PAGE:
The 500th and final Bugatti Chiron is a tribute to the model's beginnings

It's the end of the road for the Bugatti Chiron. Limited to 500 units globally, the W16-powered coupe entered production in 2016, set a top-speed record, and spawned several models. The final Chiron was built in May 2024, but the French brand will soon unveil what comes next.

Bugatti named the final Chiron "L'Ultime," which translates to "the last one" in French. It's a Super Sport model whose livery is inspired by the first Chiron shown to the public when the model was announced at the 2016 Geneva Motor Show. It's finished in Atlantic Blue and French Racing Blue, like the show car, but the colors blend into each other; they were separated by hand-polished aluminum trim on the show car displayed in Switzerland. The color split extends to the wheels, and the grille wears a blue Bugatti emblem created specifically for the model.

The name of places that helped shape the Chiron's career appear on both sides of the last example built. Paul Ricard is the track in the south of France where Bugatti tested pre-production prototypes, for example. Geneva is where the Chiron was presented to the public, and Ehra-Lessien is the German test track where the Chiron became the first car to cross the 300-mph barrier. It reached precisely 304.773 mph.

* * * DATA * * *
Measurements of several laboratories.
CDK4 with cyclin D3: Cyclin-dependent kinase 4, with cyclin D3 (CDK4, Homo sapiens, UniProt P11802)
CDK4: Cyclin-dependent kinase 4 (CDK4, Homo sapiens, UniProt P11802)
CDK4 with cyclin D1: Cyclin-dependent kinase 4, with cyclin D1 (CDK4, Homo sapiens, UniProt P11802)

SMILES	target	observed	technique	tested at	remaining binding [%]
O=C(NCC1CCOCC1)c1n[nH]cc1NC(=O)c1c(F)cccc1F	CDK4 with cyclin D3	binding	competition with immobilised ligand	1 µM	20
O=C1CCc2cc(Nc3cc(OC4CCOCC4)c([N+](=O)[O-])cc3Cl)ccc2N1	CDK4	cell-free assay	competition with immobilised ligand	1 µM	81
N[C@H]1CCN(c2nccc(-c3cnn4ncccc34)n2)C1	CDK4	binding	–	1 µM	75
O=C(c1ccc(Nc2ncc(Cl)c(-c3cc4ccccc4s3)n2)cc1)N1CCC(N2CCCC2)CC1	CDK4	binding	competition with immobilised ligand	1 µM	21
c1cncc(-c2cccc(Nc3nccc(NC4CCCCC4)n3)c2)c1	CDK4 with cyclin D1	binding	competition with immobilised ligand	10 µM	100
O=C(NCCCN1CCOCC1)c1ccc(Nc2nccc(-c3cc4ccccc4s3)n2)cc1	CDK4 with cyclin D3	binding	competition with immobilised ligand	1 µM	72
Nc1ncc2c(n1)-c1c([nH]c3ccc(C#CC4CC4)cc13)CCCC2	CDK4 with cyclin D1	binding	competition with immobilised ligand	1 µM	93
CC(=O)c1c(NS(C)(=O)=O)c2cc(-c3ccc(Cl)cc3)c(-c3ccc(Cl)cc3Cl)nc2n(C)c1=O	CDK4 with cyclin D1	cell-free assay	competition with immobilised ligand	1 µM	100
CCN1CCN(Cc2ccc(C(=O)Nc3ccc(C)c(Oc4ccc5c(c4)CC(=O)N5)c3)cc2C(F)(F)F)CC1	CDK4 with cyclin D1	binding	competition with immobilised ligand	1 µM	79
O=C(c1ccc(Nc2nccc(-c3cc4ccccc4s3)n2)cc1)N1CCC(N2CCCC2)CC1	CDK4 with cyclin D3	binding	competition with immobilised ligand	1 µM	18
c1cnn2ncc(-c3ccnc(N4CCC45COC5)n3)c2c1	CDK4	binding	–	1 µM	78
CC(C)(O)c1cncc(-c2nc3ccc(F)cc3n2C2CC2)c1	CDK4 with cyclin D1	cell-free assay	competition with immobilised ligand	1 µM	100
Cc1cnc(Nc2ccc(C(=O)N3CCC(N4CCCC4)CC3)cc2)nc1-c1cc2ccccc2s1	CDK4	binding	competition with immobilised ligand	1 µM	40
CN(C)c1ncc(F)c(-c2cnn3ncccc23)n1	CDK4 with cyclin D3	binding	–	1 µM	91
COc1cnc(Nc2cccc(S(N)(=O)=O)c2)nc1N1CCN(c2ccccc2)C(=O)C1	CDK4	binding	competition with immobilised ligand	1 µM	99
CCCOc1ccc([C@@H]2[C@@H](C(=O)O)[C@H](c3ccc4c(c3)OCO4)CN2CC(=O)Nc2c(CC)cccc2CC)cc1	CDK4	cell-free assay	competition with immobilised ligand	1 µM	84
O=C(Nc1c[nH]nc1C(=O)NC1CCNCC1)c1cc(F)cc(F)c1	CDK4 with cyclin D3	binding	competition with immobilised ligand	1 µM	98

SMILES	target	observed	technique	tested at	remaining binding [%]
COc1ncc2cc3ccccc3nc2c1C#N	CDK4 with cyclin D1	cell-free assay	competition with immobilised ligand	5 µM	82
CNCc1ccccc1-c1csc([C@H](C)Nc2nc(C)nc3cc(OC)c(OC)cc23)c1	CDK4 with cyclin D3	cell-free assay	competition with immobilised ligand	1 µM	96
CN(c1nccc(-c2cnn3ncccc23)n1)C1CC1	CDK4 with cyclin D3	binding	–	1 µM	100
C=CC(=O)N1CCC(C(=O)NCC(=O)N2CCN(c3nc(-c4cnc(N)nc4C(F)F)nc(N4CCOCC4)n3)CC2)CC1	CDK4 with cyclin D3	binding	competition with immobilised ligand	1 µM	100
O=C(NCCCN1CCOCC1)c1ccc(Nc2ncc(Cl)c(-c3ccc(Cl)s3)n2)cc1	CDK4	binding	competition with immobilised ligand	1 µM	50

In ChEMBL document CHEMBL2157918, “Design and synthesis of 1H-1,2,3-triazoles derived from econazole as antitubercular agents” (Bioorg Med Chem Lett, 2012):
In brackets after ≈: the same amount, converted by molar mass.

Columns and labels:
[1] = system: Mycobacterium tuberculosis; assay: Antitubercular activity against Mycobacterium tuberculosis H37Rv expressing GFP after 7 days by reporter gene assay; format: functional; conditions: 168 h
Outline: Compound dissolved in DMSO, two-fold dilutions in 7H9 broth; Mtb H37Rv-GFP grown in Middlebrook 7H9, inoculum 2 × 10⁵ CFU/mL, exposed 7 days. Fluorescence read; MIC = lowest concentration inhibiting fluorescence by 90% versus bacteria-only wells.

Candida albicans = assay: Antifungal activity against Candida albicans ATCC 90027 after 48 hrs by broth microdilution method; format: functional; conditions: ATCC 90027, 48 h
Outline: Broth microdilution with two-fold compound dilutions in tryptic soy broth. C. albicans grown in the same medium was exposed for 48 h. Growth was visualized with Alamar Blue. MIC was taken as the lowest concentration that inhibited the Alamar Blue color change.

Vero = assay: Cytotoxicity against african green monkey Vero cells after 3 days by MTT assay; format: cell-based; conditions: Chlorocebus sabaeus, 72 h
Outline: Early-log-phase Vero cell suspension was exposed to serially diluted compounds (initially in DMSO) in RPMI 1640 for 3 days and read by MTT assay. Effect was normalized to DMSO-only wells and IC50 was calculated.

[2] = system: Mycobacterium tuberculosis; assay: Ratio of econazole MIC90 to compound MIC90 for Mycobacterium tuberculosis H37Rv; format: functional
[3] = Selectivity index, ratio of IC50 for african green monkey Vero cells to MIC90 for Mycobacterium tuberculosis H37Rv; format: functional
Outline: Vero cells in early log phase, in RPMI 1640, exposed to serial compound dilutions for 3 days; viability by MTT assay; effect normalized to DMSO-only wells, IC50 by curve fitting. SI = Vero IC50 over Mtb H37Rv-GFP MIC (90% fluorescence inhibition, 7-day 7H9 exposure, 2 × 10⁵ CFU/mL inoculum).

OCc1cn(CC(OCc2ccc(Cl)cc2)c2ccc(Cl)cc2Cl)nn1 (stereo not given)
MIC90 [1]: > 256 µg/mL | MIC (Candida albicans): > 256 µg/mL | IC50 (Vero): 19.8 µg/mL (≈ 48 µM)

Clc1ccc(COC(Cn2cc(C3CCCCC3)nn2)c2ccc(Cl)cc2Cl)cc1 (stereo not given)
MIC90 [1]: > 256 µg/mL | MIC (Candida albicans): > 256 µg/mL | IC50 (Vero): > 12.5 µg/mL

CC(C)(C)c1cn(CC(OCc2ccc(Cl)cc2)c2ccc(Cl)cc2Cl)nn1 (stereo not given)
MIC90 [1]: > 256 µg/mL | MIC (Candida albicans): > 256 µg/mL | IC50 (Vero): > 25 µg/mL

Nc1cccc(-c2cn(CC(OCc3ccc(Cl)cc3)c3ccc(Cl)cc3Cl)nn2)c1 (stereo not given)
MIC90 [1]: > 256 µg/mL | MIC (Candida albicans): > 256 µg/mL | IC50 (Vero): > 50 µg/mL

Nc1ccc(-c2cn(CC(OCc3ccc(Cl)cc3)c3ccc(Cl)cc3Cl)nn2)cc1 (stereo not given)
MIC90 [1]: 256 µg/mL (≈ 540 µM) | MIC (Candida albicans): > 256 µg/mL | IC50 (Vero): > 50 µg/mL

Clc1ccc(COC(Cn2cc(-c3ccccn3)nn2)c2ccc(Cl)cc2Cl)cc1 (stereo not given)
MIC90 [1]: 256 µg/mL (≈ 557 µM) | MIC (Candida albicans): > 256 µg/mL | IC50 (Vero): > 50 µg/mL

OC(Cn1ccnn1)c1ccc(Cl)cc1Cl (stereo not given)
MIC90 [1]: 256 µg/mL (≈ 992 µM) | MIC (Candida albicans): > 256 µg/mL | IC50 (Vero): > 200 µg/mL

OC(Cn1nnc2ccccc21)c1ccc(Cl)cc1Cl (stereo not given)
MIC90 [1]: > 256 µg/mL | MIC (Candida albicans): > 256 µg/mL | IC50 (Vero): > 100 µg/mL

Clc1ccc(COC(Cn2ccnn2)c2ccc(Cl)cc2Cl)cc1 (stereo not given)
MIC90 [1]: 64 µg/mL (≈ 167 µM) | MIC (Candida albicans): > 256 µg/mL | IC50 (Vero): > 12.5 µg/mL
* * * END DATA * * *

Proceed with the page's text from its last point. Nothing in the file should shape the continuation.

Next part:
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More subtle design details further identify L'Ultime as the final Chiron built. The center caps feature "500/500" logos while "#500" appears ahead of both wheel arches — that's number 500, not hashtag 500. Bugatti notes that this livery was created at the request of a customer.

Inside, there's Deep Blue leather upholstery and carbon fiber trim. The "#500" logo appears on the center console, while the seats and the steering wheel get blue, white, and red stitching as a tribute to the French flag. Bugatti's historic home is in Molsheim, in northern France.

There's no word on where the final Chiron is off to. It might end up tucked away in a private museum, or you might spot it at the next cars and coffee gathering. As for what's next, we won't have to wait long to find out. The company, which is controlled by Croatia-based Rimac, confirmed that the Chiron's successor will ditch the W16 engine that also powered the Veyron and instead use a new V16 engine designed in-house. The 16-cylinder will work jointly with some kind of hybrid drivetrain, though full technical details haven't been released yet.

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